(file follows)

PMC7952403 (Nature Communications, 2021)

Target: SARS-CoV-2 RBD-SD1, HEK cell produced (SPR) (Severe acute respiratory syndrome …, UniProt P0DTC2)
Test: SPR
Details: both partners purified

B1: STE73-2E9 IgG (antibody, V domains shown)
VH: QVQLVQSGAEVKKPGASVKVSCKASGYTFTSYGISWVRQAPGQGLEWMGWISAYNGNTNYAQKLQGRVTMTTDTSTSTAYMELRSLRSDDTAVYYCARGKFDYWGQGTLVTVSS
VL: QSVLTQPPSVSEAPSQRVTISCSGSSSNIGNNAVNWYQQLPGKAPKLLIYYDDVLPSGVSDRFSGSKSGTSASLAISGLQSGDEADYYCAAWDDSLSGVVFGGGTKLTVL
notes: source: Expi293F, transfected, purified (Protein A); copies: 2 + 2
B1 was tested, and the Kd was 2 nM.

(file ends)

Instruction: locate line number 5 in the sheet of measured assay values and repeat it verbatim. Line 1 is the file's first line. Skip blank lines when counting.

B1: STE73-2E9 IgG (antibody, V domains shown)